Ticket price: 10.99
Seat: rear right
Attendance: about 10
Weather: warming, clear
Food: Dr. Pepper, Reese Bites
Pre-show ads: the Mint, Coke, Toyota, Telus
Trailers: Sex and the City, What Happens in Vegas, Mamma Mia, and Baby Mama, all of which seem to be telling the same story to the same audience from different angles.
George Clooney directs himself , Renee Zellweger and John Krasinski in Leatherheads, a period piece about the early days of professional football, and when I say football, I don’t mean real football (the kind played with one’s feet), I mean American football. It’s worth admitting at this point that I do not like American football, and pretty much never have, and I like football movies even less. You know the ones: where the noble, underdog, poor hick kids are inspired by their insane coach to make something of themselves by submitting to his will.
Don’t get me wrong, I realize that most sports movies essentially follow that model, and the ones that don’t are not necessarily better for it. So, I was not very optimistic about this film. That’s why it was a pleasant surprise to find that it rises above its conventional plot with some witty dialogue, particularly the exchanges between Clooney’s over the hill quarterback and Zellweger’s ambitious big city reporter. With its small-market setting and sort-of-love-triangle, Leatherheads could be fairly compared to Bull Durham, another smart romantic comedy that happened to be set in the world of sports.
Clooney weaves the humour around a central theme of how the proto-NFL adopted a higher standard of play in order to increase cash flow, necessitating stricter rules and the creation of a Commissioner’s office. As the film progresses, this theme unfortunately takes over, resulting in the double scriptwriting sin of a courtroom scene and a “big game” scene in the last act. What was an agreeable old-fashioned comedy loses its momentum entirely.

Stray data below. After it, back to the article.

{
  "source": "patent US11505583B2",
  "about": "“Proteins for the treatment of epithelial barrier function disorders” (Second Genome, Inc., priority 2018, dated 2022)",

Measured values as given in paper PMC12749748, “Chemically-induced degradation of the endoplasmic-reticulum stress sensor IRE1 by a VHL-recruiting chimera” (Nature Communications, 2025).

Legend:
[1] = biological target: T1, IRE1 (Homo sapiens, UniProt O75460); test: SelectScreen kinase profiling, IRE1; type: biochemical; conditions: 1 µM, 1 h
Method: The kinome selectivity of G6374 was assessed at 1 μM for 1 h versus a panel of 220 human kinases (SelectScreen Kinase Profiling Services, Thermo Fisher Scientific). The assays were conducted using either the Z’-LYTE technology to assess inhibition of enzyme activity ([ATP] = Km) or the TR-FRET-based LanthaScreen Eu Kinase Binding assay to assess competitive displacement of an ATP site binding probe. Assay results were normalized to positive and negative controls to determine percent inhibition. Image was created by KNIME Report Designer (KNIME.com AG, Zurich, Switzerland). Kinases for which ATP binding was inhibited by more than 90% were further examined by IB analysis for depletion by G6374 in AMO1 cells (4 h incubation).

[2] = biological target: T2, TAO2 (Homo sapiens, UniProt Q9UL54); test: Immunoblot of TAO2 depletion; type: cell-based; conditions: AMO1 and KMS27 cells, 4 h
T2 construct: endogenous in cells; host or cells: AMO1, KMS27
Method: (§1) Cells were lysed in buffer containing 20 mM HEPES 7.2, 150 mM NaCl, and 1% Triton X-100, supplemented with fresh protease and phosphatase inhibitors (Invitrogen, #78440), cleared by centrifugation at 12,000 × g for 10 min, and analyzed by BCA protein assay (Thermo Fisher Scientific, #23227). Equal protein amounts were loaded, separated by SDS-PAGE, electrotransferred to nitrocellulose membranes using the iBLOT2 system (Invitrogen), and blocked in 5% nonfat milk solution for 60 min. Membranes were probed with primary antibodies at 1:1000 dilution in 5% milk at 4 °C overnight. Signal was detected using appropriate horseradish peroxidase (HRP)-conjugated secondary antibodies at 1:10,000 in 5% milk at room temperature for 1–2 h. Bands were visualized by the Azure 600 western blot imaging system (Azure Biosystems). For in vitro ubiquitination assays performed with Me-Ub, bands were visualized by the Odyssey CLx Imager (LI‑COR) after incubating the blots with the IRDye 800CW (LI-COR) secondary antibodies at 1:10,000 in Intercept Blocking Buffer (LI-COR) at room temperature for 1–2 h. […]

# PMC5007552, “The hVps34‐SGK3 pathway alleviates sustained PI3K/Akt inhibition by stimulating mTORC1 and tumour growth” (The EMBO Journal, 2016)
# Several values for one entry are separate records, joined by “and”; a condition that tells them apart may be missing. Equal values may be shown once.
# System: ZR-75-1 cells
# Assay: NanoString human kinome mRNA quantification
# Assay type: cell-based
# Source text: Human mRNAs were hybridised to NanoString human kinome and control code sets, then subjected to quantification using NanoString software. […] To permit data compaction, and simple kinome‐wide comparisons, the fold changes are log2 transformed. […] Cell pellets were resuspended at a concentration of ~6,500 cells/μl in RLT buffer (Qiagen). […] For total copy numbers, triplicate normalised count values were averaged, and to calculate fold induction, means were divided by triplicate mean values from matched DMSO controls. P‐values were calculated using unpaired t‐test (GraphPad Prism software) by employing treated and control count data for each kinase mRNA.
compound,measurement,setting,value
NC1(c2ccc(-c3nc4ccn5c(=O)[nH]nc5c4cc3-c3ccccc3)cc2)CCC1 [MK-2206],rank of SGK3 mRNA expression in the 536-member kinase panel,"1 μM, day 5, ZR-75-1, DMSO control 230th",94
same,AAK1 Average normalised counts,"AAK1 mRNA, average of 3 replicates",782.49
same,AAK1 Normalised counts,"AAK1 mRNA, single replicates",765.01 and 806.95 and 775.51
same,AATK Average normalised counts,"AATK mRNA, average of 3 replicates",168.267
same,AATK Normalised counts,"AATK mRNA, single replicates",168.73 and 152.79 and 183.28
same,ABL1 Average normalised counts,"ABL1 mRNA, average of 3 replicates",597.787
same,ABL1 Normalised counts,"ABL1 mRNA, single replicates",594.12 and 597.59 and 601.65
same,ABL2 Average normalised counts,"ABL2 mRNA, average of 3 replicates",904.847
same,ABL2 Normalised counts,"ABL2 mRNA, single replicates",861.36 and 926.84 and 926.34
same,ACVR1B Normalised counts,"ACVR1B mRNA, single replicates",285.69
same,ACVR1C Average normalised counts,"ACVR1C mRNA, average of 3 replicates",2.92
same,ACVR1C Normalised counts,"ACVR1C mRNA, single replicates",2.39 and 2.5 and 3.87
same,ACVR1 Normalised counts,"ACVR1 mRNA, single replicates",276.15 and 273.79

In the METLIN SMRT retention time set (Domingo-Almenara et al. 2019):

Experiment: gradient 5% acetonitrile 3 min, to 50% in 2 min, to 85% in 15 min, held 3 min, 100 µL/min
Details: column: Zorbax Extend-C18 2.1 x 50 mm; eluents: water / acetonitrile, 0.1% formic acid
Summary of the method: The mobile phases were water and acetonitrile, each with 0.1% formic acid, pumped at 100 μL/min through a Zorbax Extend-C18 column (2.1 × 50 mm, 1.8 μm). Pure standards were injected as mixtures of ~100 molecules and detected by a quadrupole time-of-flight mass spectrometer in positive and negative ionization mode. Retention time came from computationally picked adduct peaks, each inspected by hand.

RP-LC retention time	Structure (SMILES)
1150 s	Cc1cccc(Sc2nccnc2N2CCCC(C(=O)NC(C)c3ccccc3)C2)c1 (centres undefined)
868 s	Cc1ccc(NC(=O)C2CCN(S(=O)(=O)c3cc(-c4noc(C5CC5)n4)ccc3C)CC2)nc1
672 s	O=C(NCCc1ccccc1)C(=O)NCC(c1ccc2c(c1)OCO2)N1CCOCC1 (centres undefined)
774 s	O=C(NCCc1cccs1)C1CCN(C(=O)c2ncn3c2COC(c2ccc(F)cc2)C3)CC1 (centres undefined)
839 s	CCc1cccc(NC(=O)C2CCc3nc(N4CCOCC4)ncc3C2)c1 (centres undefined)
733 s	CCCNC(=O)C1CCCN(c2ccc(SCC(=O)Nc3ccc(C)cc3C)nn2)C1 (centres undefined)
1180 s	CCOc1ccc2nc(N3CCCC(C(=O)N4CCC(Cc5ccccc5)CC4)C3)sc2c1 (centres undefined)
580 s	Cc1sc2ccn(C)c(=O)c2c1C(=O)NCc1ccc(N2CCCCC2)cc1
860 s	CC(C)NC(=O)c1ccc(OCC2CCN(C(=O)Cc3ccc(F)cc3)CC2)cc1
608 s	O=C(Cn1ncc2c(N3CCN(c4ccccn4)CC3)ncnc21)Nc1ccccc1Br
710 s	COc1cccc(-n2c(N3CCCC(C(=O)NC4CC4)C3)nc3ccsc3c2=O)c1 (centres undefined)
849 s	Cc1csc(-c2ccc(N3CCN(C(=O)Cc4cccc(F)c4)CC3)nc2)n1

On the bright side, this is a football film that has the courage to come out and say what no other will: that the modern game is boring and overly defensive, largely nullifying the technical skill or natural ability of the new breed of star players. Of course, the film also portrays the sport’s Commissioner as fair-minded and wise, so it is obviously trading in some kind of fantasy.
All in all, Clooney does a very respectable job here with the material, creating an old-fashioned onscreen chemistry between himself and his leading lady that the Coen brothers failed to do in Intolerable Cruelty. There are a number of charming nonverbal moments too, like the inevitable fistfight between Clooney and Krasinski, and the cameo appearance of film composer Randy Newman as a speakeasy piano player. This kind of retro filmmaking exercise is risky, and for the most part, Clooney pulls it off.
Crowd reaction at the end of the movie: none
Credit cookie: none
For further consideration: is there a Writer’s Guild rule that if a film is set in the 1920s, female characters must sound like Dorothy Parker?
Opening next week: 88 Minutes, The Forbidden Kingdom, Pathology, Forgetting Sarah Marshall, Where in the World is Osama Bin Laden?
Please God, anything but: Pathology